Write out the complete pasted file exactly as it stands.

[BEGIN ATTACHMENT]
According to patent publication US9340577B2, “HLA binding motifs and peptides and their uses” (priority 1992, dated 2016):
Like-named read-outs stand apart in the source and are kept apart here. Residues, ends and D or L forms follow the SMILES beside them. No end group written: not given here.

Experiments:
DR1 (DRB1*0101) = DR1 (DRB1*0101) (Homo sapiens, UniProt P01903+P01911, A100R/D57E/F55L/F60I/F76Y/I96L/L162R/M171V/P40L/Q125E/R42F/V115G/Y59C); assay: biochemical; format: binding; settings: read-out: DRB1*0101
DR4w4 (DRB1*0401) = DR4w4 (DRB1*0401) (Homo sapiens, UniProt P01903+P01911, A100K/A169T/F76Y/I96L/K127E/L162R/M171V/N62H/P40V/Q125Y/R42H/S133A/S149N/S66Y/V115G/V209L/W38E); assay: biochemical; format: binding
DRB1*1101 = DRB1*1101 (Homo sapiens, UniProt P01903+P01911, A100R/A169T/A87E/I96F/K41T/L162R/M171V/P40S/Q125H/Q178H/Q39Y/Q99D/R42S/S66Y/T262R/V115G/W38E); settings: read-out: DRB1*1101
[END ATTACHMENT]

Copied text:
According to patent publication US9340577B2, “HLA binding motifs and peptides and their uses” (priority 1992, dated 2016):
Like-named read-outs stand apart in the source and are kept apart here. Residues, ends and D or L forms follow the SMILES beside them. No end group written: not given here.

Experiments:
DR1 (DRB1*0101) = DR1 (DRB1*0101) (Homo sapiens, UniProt P01903+P01911, A100R/D57E/F55L/F60I/F76Y/I96L/L162R/M171V/P40L/Q125E/R42F/V115G/Y59C); assay: biochemical; format: binding; settings: read-out: DRB1*0101
DR4w4 (DRB1*0401) = DR4w4 (DRB1*0401) (Homo sapiens, UniProt P01903+P01911, A100K/A169T/F76Y/I96L/K127E/L162R/M171V/N62H/P40V/Q125Y/R42H/S133A/S149N/S66Y/V115G/V209L/W38E); assay: biochemical; format: binding
DRB1*1101 = DRB1*1101 (Homo sapiens, UniProt P01903+P01911, A100R/A169T/A87E/I96F/K41T/L162R/M171V/P40S/Q125H/Q178H/Q39Y/Q99D/R42S/S66Y/T262R/V115G/W38E); settings: read-out: DRB1*1101